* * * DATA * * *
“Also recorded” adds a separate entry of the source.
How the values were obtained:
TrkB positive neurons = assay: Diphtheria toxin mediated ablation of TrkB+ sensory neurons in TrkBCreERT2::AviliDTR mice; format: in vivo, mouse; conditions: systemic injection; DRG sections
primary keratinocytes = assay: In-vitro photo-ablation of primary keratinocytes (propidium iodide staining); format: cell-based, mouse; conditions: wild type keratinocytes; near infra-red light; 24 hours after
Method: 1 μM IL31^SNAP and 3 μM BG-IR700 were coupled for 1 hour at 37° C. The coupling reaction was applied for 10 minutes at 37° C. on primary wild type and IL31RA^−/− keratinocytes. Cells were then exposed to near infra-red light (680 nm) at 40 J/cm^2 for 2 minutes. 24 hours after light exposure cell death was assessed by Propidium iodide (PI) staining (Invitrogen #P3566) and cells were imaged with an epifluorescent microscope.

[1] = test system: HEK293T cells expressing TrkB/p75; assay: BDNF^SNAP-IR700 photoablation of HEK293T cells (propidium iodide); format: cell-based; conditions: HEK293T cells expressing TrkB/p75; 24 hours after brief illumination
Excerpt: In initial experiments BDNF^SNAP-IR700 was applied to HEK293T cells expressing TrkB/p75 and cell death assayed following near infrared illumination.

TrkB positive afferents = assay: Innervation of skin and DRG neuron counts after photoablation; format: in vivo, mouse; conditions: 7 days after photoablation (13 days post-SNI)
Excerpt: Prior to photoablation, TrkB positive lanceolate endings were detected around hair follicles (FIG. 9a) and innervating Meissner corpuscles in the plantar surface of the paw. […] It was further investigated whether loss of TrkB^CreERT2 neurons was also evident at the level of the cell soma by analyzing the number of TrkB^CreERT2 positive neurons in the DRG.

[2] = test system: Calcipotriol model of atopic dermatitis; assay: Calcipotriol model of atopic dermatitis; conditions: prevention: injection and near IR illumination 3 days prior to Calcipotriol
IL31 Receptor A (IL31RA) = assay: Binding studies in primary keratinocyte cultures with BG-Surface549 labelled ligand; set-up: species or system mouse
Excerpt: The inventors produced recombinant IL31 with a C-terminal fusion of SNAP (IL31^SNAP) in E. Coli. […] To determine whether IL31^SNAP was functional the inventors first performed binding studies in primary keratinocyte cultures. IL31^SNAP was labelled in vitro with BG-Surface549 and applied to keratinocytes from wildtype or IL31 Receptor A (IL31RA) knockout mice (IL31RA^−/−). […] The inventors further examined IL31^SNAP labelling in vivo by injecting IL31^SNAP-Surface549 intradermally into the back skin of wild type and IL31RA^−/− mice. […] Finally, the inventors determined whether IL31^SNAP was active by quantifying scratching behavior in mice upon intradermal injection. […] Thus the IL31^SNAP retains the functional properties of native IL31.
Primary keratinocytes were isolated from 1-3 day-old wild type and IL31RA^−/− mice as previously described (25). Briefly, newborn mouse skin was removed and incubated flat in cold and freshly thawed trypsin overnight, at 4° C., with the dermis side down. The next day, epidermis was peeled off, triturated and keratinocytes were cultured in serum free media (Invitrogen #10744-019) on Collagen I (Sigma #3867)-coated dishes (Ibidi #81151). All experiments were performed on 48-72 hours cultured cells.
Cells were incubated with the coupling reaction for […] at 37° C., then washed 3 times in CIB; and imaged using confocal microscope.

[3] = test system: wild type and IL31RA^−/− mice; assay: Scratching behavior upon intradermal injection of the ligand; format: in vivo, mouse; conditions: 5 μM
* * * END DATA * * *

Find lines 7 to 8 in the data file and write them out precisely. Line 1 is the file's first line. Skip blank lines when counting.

Excerpt: In initial experiments BDNF^SNAP-IR700 was applied to HEK293T cells expressing TrkB/p75 and cell death assayed following near infrared illumination.

TrkB positive afferents = assay: Innervation of skin and DRG neuron counts after photoablation; format: in vivo, mouse; conditions: 7 days after photoablation (13 days post-SNI)